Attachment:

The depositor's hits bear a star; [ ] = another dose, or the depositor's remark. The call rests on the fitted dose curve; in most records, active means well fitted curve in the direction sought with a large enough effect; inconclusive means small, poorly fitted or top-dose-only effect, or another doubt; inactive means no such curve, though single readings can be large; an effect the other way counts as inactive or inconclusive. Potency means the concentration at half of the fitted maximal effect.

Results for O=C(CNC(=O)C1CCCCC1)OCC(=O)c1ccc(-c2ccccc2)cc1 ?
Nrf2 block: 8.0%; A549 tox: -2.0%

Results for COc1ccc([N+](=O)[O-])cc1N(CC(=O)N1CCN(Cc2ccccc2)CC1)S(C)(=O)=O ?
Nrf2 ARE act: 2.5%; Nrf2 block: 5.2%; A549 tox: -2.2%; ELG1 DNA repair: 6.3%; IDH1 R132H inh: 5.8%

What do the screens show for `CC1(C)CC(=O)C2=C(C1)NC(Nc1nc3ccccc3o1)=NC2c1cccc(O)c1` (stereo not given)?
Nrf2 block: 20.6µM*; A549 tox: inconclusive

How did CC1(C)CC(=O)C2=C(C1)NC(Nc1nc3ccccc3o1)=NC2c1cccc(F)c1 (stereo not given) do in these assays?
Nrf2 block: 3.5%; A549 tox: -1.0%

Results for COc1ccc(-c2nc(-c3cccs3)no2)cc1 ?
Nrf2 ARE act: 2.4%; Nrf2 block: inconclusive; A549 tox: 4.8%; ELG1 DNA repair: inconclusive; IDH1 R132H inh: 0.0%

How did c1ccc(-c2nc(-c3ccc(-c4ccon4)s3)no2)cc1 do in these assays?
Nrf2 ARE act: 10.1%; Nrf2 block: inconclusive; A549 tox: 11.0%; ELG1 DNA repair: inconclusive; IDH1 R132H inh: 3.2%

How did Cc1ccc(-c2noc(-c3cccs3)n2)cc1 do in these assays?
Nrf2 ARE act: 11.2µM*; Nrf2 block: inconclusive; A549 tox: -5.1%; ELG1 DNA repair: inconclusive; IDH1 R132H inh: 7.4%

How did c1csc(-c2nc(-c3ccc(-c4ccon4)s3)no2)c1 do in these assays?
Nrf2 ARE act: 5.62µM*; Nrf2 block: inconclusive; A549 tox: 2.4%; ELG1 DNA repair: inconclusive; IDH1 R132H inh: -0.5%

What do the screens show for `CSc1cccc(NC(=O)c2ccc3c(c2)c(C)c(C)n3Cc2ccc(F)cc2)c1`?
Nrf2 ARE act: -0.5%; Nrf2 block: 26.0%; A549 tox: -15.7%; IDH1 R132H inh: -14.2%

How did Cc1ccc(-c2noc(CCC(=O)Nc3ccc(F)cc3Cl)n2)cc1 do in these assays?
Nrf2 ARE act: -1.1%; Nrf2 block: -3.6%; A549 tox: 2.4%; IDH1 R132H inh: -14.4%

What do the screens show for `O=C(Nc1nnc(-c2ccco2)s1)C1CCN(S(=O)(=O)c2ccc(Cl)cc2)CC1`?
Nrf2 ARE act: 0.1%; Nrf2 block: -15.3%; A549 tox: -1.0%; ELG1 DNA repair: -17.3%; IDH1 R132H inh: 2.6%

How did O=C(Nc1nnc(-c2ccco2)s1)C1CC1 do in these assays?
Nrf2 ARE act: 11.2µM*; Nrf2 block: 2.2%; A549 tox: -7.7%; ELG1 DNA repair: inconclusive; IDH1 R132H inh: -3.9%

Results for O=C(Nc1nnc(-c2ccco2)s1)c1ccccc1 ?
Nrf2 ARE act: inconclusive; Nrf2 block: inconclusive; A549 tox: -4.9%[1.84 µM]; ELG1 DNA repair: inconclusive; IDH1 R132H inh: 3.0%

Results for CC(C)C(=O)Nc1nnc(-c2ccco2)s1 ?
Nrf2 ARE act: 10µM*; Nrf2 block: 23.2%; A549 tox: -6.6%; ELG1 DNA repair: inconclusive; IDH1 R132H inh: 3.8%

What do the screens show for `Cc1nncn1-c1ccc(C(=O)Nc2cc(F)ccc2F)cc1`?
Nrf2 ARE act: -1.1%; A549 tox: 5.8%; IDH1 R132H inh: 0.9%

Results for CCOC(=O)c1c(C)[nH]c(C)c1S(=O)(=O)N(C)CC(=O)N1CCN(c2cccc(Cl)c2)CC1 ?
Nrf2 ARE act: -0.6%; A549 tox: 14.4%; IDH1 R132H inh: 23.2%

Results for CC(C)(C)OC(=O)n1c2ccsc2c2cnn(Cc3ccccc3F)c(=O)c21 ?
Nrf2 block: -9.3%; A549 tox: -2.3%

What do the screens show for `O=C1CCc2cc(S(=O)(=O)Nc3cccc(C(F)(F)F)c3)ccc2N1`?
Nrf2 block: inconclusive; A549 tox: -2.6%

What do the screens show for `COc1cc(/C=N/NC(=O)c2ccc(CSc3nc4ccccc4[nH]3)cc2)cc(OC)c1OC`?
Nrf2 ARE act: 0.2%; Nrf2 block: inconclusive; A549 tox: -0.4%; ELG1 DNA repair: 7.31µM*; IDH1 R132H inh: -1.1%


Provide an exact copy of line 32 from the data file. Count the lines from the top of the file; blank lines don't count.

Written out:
Results for CCOC(=O)c1c(C)[nH]c(C)c1S(=O)(=O)N(C)CC(=O)N1CCN(c2cccc(Cl)c2)CC1 ?